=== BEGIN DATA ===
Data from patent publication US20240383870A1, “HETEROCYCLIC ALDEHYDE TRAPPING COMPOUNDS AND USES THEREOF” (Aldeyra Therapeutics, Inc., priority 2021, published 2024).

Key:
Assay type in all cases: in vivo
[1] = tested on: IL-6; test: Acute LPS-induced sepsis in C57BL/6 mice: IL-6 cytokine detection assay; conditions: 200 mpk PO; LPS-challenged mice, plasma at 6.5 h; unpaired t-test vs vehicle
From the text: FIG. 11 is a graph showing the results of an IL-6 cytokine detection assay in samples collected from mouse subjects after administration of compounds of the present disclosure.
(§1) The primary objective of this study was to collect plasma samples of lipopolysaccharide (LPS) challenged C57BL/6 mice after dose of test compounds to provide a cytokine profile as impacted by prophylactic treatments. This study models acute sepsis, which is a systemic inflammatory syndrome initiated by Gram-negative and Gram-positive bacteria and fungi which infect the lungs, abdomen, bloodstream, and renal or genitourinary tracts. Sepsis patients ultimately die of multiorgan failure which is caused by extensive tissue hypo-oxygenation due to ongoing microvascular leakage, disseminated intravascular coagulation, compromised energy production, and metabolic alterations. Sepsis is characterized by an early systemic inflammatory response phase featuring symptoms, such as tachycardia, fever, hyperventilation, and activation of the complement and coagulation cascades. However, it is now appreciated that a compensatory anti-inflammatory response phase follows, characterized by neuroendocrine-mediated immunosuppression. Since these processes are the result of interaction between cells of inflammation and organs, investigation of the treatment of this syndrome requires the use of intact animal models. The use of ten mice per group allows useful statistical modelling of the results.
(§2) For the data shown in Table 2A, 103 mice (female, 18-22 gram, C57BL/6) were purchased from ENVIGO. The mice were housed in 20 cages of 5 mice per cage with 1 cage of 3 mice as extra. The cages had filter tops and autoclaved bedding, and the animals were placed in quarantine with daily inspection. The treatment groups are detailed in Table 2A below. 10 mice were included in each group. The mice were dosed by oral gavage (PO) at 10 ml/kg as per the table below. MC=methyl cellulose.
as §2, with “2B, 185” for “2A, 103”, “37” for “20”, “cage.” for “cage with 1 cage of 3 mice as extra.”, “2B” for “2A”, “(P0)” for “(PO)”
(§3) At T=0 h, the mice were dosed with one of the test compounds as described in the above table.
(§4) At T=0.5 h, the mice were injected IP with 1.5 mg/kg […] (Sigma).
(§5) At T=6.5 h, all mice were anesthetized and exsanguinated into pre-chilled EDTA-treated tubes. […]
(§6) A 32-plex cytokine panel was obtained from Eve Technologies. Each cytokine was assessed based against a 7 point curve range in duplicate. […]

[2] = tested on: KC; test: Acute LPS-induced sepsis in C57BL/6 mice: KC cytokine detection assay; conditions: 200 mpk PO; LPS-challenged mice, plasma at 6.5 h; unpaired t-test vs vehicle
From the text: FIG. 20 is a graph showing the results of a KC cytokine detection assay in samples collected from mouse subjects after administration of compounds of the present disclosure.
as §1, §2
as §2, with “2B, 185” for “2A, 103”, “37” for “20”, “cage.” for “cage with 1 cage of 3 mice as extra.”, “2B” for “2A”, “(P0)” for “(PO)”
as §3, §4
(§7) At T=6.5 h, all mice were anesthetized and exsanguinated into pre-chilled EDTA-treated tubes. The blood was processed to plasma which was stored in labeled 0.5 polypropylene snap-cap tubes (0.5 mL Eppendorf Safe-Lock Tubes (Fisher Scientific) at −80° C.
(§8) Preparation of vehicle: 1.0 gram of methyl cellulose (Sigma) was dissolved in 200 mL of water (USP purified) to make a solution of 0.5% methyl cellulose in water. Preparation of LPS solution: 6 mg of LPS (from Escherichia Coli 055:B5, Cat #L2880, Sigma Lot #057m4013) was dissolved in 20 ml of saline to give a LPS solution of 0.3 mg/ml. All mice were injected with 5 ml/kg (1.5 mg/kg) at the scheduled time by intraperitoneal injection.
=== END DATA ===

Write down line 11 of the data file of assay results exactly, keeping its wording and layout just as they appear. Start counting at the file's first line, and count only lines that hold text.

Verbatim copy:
(§5) At T=6.5 h, all mice were anesthetized and exsanguinated into pre-chilled EDTA-treated tubes. […]